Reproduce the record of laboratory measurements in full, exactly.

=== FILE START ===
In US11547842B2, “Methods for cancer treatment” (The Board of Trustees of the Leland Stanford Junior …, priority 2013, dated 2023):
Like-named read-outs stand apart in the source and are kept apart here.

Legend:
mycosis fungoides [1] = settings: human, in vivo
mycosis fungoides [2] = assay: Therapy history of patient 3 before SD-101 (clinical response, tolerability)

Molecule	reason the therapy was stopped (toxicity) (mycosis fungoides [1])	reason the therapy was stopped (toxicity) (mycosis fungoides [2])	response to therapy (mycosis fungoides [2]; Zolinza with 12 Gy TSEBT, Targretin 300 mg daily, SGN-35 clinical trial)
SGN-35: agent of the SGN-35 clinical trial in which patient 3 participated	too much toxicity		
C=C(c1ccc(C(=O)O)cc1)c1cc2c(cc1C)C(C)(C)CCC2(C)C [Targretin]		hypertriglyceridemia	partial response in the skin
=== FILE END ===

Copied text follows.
In US11547842B2, “Methods for cancer treatment” (The Board of Trustees of the Leland Stanford Junior …, priority 2013, dated 2023):
Like-named read-outs stand apart in the source and are kept apart here.

Legend:
mycosis fungoides [1] = settings: human, in vivo
mycosis fungoides [2] = assay: Therapy history of patient 3 before SD-101 (clinical response, tolerability)

Molecule	reason the therapy was stopped (toxicity) (mycosis fungoides [1])	reason the therapy was stopped (toxicity) (mycosis fungoides [2])	response to therapy (mycosis fungoides [2]; Zolinza with 12 Gy TSEBT, Targretin 300 mg daily, SGN-35 clinical trial)
SGN-35: agent of the SGN-35 clinical trial in which patient 3 participated	too much toxicity		
C=C(c1ccc(C(=O)O)cc1)c1cc2c(cc1C)C(C)(C)CCC2(C)C [Targretin]		hypertriglyceridemia	partial response in the skin